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IMAGE IN NEUROLOGY
Year : 2016  |  Volume : 19  |  Issue : 3  |  Page : 409-410
 

Kinked carotids: The "python" in the neck


1 Department of Neurology, Postgraduate Institute of Medical Education and Research (PGIMER), Chandigarh, Punjab and Haryana, India
2 Department of Radiology, Postgraduate Institute of Medical Education and Research (PGIMER), Chandigarh, Punjab and Haryana, India

Date of Submission26-Aug-2015
Date of Decision08-Sep-2015
Date of Acceptance20-Sep-2015
Date of Web Publication25-Jul-2016

Correspondence Address:
Dheeraj Khurana
Department of Neurology, Postgraduate Institute of Medical Education and Research (PGIMER), Chandigarh - 160 012, Punjab and Haryana
India
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Source of Support: None, Conflict of Interest: None


DOI: 10.4103/0972-2327.186846

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How to cite this article:
Takkar A, Khurana D, Khandelwal N. Kinked carotids: The "python" in the neck. Ann Indian Acad Neurol 2016;19:409-10

How to cite this URL:
Takkar A, Khurana D, Khandelwal N. Kinked carotids: The "python" in the neck. Ann Indian Acad Neurol [serial online] 2016 [cited 2019 Dec 10];19:409-10. Available from: http://www.annalsofian.org/text.asp?2016/19/3/409/186846



   Case Report Top


A 70-year-old hypertensive and diabetic lady presented with a right hemiparesis of 1-month duration. Her echocardiogram and lipid profile were unremarkable. Cranial magnetic resonance imaging (MRI) showed an infarct in the left basal ganglia. Computed tomography (CT) angiogram revealed severe kinking of the cervical internal carotid arteries (ICAs) bilaterally, resembling a python [Figure 1]a and b. Despite being on aspirin, she had three episodes of transient unilateral weakness over the next 6 months that abated with double antiplatelets.
Figures 1: (A) Computed tomography (CT) angiogram (volume rendered images) showing severe coiling cervical internal carotid arteries bilaterally, resembling a python (B)

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   Discussion Top


Anatomical variations of ICA have been clearly recognized for ages. Looping and kinking of the ICA is commonly observed in infants. ICA is formed from the third aortic arch and the dorsal aorta, hence, it is normally kinked in the embryo. [1] The persistence of the original fetal morphology produces different types of undulations and variations in the anatomy of ICA. Whether or not these are independent stroke risk factors or markers is controversial. [2]

Marked coiling of ICA may be a risk factor for stroke. [3] Though considered to be normal variation at some point, it is now believed that the presence of these undulations may be attributed to increased blood pressure. Long-standing aortic insufficiency with resultant high pulse pressure may also be contributory in causation of these undulations. [4]

Most available literature suggest that these carotid anomalies are rarely symptomatic unless other additional vascular risk factors are present in an individual. [2] Although an indisputable evidence for a connection between carotid anomalies and occurrence of vascular events does not exist, it is believed that "….development of symptoms may at times depend on the fortuitous positioning of the head in a such a way that the vessels are kinked rather than merely elongated." [3],[5]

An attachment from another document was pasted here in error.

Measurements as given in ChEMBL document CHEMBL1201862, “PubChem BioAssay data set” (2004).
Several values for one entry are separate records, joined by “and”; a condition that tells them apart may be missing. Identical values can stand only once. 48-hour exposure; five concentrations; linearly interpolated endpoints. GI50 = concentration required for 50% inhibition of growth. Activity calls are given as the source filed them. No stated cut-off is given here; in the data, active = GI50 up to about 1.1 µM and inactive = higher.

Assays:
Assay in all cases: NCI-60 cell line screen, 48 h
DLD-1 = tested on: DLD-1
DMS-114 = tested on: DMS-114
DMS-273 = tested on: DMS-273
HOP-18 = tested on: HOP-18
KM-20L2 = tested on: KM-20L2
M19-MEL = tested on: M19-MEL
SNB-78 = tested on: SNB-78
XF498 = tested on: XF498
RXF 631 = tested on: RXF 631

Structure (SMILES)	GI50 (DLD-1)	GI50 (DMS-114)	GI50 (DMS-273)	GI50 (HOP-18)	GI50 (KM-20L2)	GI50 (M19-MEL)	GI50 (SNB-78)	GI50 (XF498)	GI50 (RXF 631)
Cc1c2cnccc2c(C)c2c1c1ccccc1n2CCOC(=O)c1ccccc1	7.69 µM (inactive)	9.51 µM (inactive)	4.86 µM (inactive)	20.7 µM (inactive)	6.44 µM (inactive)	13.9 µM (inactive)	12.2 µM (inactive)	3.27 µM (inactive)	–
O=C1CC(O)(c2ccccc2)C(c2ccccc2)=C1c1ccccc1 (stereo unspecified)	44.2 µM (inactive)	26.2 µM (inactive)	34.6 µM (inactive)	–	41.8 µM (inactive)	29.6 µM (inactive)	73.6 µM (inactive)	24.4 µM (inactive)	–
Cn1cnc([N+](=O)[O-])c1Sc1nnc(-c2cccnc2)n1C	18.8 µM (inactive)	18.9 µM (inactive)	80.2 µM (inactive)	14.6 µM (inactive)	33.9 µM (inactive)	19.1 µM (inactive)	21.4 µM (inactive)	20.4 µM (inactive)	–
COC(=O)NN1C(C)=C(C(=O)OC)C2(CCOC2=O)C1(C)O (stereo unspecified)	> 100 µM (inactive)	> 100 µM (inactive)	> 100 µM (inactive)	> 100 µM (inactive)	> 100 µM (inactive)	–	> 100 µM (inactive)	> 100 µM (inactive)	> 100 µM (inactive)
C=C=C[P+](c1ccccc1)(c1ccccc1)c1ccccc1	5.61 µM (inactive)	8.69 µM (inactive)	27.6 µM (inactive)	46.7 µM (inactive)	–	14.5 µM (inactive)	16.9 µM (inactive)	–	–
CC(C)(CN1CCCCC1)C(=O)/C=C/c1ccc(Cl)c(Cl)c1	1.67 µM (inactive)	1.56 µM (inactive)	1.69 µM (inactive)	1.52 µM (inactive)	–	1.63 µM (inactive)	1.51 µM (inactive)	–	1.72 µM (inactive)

Alleviation in the symptoms of patients after straightening of kinked carotid vessels has also been reported in literature, [5],[6],[7] providing an indirect evidence of the causal relationship between the two.

Our patient had extremely coiled carotid vessels and no other source of atheroembolism, with recurrent cerebrovascular events despite being on antiplatelet agents. The anomalies, when detected, deserve due consideration and should not be passed on as normal or benign variants. Their presence may warrant the need for an aggressive medical or surgical treatment to prevent adverse outcomes.

Financial support and sponsorship

Nil.

Conflicts of interest

There are no conflicts of interest.

 
   References Top

1.
Kelly AB. Tortuosity of the internal carotid in relation to the pharynx. J Laryngol Otol 1925;40:15-23.  Back to cited text no. 1
    
2.
Togay-Işikay C, Kim J, Betterman K, Andrews C, Meads D, Tesh P, et al. Carotid artery tortuosity, kinking, coiling: Stroke risk factor, marker, or curiosity? Acta Neurol Belg 2005;105: 68-72.  Back to cited text no. 2
    
3.
Desai B, Toole JF. Kinks, coils, and carotids: A review. Stroke 1975;6:649-53.  Back to cited text no. 3
[PUBMED]    
4.
Rosenthal RL, Grimsley BR. Images in clinical medicine. Kinked carotids. N Engl J Med 2010;362:448.  Back to cited text no. 4
[PUBMED]    
5.
Quattlebaum JK Jr, Wade JS, Whiddon CM. Stroke associated with elongation and kinking of the carotid artery: Long-term follow-up. Ann Surg 1973;177:572-9.  Back to cited text no. 5
[PUBMED]    
6.
Sanger PW, Robicsek F, Pritchard WL, Daughterty HK, Gallucci V. Cerebral ischemia caused by kinking of the carotid artery. N C Med J 1965;26:542-7.  Back to cited text no. 6
[PUBMED]    
7.
Ballotta E, Thiene G, Baracchini C, Ermani M, Militellio C, De Giau G, et al. Surgical vs medical treatment for isolated internal carotid artery elongation with coiling or kinking in symptomatic patients: A prospective randomized clinical study. J Vasc Surg 2005;42:838-46.  Back to cited text no. 7
    


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